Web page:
The Great Prostate Hoax by Richard Ablin

A recent study in the BMJ concluded that the massive breast cancer “prevention” program — having women get annual mammograms — had done more harm than good. Women were randomly assigned to get mammograms plus self-exam or self-exam alone. The death rate from breast cancer was the same in the two groups. However, women in the mammogram group were told they had cancer and received very painful and expensive treatment far more often than women in the other group. This being modern medicine, the true situation is even worse than what you read in any article about the (very negative) study. One critic has said that the randomization was not done properly. If true, this means that medical researchers, even when told exactly what to do, don’t do it, in ways that make a multi-million dollar study useless. In spite of billions of dollars and billions of hours spent on mammograms and billions of pink ribbons, we still know practically nothing about the environmental causes of breast cancer. (I suspect bad sleep is a major cause. Shift work is associated with breast cancer.)

A new book (to be published in March), titled The Great Prostate Hoax: How the PSA Test was Hijacked by Big Medicine and Caused a Public Health Disaster says that prostate cancer screening is no better. The book is by Richard Ablin, who discovered the prostate-specific protein used in the screening test. The trouble with the PSA test is simple. First, the reading is often high for reasons that have nothing to do with cancer. Second, prostate cancer is common (cancer increases as the fourth power of age) and usually benign.

In an interview, Ablin made some good points:

 The US Food and Drug Administration failed in its duty to the public: its advisers warned that routine PSA screening would cause a public health disaster, but it was approved under pressure from advocacy groups and drug companies. . . . The unfortunate reality is that no current data show that men who undergo PSA screening live longer than men who decide against it.

A few years ago Ablin wrote an op-ed about this.

5 Replies to “The Great Prostate Hoax by Richard Ablin”

  1. In the late 70s-early 80s my wife worked on a breast-screening research project. About the time she left, her boss, the P.I., was coming to the conclusion that annual population mammography was a bad idea. Years later, in Gerd Gigerenzer’s excellent book on Risk, I was impressed by his remark that in Germany asymptomatic mammography was not used by doctors for themselves or their wives, but it was used for their patients.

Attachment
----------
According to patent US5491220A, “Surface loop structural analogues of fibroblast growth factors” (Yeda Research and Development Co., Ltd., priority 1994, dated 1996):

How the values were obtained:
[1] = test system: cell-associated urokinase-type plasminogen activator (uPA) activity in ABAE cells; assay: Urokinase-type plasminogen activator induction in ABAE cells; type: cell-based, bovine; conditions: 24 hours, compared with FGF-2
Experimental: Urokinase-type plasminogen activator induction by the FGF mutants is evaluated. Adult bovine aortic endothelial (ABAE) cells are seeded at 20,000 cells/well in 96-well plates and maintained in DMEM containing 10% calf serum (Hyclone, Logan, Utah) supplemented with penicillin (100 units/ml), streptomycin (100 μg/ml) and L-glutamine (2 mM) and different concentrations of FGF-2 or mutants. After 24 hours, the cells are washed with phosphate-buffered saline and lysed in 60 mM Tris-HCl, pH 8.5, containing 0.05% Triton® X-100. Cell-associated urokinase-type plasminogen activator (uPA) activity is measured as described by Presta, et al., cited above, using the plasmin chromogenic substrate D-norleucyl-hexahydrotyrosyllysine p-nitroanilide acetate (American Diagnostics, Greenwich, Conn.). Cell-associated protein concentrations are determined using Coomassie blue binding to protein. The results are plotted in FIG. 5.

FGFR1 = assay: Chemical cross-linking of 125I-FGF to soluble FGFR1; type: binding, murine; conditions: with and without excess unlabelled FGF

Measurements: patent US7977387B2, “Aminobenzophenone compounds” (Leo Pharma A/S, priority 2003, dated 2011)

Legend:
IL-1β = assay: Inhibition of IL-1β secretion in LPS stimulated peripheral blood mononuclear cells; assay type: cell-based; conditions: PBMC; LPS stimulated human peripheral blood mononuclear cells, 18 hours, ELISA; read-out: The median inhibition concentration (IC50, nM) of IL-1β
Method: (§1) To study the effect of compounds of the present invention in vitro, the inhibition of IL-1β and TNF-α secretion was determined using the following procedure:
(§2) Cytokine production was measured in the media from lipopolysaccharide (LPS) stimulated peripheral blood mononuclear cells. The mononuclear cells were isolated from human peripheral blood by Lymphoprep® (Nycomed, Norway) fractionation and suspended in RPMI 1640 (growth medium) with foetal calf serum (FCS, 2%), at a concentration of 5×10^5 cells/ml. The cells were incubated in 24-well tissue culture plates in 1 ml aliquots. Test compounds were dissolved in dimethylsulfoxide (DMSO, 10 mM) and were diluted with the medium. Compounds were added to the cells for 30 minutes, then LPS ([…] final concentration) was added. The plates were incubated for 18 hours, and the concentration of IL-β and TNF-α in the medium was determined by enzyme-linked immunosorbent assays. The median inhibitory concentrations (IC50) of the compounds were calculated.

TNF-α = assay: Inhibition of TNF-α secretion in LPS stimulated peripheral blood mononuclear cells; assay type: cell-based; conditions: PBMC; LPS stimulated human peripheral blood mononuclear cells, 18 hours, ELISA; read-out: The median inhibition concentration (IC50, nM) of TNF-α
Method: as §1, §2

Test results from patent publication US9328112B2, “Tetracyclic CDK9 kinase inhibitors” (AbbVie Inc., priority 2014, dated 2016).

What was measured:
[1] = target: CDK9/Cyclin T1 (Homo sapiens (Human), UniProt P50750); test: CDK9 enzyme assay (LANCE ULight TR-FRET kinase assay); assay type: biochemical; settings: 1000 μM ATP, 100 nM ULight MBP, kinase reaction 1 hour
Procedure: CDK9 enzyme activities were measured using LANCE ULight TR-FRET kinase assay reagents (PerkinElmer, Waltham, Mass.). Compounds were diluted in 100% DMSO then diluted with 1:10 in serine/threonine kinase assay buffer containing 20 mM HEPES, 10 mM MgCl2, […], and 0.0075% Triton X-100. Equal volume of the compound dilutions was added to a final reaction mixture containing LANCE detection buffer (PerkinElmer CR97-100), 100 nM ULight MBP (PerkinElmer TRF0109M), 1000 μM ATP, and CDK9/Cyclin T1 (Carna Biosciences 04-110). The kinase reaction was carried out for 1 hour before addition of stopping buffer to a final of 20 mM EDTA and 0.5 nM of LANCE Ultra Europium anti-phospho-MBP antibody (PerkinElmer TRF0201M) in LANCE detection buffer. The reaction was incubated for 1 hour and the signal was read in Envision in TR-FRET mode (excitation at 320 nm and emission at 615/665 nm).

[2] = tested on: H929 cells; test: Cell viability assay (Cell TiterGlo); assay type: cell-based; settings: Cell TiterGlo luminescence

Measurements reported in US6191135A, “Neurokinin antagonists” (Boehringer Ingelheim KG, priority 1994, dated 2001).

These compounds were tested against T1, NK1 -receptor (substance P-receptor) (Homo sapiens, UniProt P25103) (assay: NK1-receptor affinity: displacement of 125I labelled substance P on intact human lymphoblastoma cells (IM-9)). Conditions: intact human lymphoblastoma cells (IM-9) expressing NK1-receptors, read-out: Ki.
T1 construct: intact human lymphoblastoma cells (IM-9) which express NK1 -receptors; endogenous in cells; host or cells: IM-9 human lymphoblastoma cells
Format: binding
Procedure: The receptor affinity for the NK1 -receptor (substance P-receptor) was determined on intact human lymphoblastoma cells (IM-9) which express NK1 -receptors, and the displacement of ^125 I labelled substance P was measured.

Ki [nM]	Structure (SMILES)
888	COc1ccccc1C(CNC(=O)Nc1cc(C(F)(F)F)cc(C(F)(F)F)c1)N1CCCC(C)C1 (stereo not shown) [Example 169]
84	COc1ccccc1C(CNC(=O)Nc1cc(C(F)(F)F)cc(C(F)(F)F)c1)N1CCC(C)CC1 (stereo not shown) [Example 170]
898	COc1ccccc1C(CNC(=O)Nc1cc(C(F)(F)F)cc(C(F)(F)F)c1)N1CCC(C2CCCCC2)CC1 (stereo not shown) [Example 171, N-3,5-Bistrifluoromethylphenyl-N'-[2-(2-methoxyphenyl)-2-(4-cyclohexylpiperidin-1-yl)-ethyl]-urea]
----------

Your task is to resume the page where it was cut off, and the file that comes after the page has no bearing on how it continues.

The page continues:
2. Wouldn’t be the first time a multi-million dollar study was ruined by lack of statistical knowledge. The Women’s Health Initiative writing group (which had a lengthy roster of people with initials following their names) responded to criticism with this sentence (among others):

    “The CIs, interpretable individually at a single point in time as having a 95% probability of including the true hazard ratio…” JAMA, December 11, 2002—Vol 288, No. 22 p2823

    where CI is, of course, “confidence interval”. As anyone who has taken a first course in statistics knows, the interval includes the population parameter or it doesn’t. The “probability of including the true” parameter is either 0 or 1.

    That someone wrote this mistake into a draft is understandable; we all make mistakes. That no one in the entire writing group picked up this freshman mistake is horrific. The above article contains a link for the members of the writing group, but this link went inactive a long time ago (I wonder why!).

    Seth: I’ve taken a first course in statistics. I find no fault with their description. I don’t see why you say the probability of including the true parameter is either 0 or 1. You don’t know what they meant? Or how a 95% confidence interval differs from a 50% confidence interval? I seem to be missing something.

  3. Mish, a financial blogger, has a very interesting (incredible, IMO, due to the borderline malpractice) first-hand account of his experience with prostate cancer.

    Of course, an elevated PSA test is what precipitated the whole chain of events. Here’s my favorite quote concerning the PSA tests because it shows how unscientific MD’s really are in their thinking and understanding:
    I informed the oncologist that I was going to have a PSA test every month. He commented something along the lines of “Why do you want to do that? Every six months is sufficient. The tests are not that reliable.” That is not an exact quote, but is best as I can remember.

    My thought – which I did not express – was “What kind of mathematical silliness is that? The more unreliable a test is, the more tests one should take to weed out erroneous outlier results.”

    It’s a long piece but stays interesting and informative all the way to the end.

    Seth: I agree, I blogged about it.

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